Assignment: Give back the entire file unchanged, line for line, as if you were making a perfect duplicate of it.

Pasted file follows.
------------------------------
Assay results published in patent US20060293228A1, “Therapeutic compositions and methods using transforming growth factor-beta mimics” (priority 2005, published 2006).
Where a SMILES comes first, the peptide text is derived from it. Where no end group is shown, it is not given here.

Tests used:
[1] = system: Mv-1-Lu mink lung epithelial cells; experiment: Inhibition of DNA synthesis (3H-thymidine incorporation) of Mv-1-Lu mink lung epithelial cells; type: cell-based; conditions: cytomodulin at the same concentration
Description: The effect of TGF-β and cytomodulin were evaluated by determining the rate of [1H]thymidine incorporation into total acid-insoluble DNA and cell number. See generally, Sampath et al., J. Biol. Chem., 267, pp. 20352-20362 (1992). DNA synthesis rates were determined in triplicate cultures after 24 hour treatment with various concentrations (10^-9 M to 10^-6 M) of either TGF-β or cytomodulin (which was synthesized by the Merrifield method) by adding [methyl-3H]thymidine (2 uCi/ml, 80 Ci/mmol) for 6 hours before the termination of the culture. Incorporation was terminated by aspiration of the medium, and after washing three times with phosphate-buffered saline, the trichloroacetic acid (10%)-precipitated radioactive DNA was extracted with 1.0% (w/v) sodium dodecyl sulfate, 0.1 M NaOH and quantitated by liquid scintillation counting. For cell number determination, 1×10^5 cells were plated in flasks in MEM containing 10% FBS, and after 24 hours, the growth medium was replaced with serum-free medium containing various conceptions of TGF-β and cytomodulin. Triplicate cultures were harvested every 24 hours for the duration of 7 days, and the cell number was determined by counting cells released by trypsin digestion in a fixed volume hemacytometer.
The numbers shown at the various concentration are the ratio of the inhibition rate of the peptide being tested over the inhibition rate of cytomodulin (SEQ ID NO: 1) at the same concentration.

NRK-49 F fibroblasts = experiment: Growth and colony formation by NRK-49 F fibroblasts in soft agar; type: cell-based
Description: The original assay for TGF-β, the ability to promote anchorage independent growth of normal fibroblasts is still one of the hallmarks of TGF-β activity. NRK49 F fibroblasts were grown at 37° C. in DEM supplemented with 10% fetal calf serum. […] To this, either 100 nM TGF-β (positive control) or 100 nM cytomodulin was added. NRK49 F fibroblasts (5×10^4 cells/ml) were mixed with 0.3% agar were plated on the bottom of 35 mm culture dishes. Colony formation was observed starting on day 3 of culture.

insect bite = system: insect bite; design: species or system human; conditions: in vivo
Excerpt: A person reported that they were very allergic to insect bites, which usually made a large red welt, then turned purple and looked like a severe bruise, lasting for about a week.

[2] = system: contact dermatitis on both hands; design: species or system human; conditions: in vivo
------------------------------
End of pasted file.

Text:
Assay results published in patent US20060293228A1, “Therapeutic compositions and methods using transforming growth factor-beta mimics” (priority 2005, published 2006).
Where a SMILES comes first, the peptide text is derived from it. Where no end group is shown, it is not given here.

Tests used:
[1] = system: Mv-1-Lu mink lung epithelial cells; experiment: Inhibition of DNA synthesis (3H-thymidine incorporation) of Mv-1-Lu mink lung epithelial cells; type: cell-based; conditions: cytomodulin at the same concentration
Description: The effect of TGF-β and cytomodulin were evaluated by determining the rate of [1H]thymidine incorporation into total acid-insoluble DNA and cell number. See generally, Sampath et al., J. Biol. Chem., 267, pp. 20352-20362 (1992). DNA synthesis rates were determined in triplicate cultures after 24 hour treatment with various concentrations (10^-9 M to 10^-6 M) of either TGF-β or cytomodulin (which was synthesized by the Merrifield method) by adding [methyl-3H]thymidine (2 uCi/ml, 80 Ci/mmol) for 6 hours before the termination of the culture. Incorporation was terminated by aspiration of the medium, and after washing three times with phosphate-buffered saline, the trichloroacetic acid (10%)-precipitated radioactive DNA was extracted with 1.0% (w/v) sodium dodecyl sulfate, 0.1 M NaOH and quantitated by liquid scintillation counting. For cell number determination, 1×10^5 cells were plated in flasks in MEM containing 10% FBS, and after 24 hours, the growth medium was replaced with serum-free medium containing various conceptions of TGF-β and cytomodulin. Triplicate cultures were harvested every 24 hours for the duration of 7 days, and the cell number was determined by counting cells released by trypsin digestion in a fixed volume hemacytometer.
The numbers shown at the various concentration are the ratio of the inhibition rate of the peptide being tested over the inhibition rate of cytomodulin (SEQ ID NO: 1) at the same concentration.

NRK-49 F fibroblasts = experiment: Growth and colony formation by NRK-49 F fibroblasts in soft agar; type: cell-based
Description: The original assay for TGF-β, the ability to promote anchorage independent growth of normal fibroblasts is still one of the hallmarks of TGF-β activity. NRK49 F fibroblasts were grown at 37° C. in DEM supplemented with 10% fetal calf serum. […] To this, either 100 nM TGF-β (positive control) or 100 nM cytomodulin was added. NRK49 F fibroblasts (5×10^4 cells/ml) were mixed with 0.3% agar were plated on the bottom of 35 mm culture dishes. Colony formation was observed starting on day 3 of culture.

insect bite = system: insect bite; design: species or system human; conditions: in vivo
Excerpt: A person reported that they were very allergic to insect bites, which usually made a large red welt, then turned purple and looked like a severe bruise, lasting for about a week.

[2] = system: contact dermatitis on both hands; design: species or system human; conditions: in vivo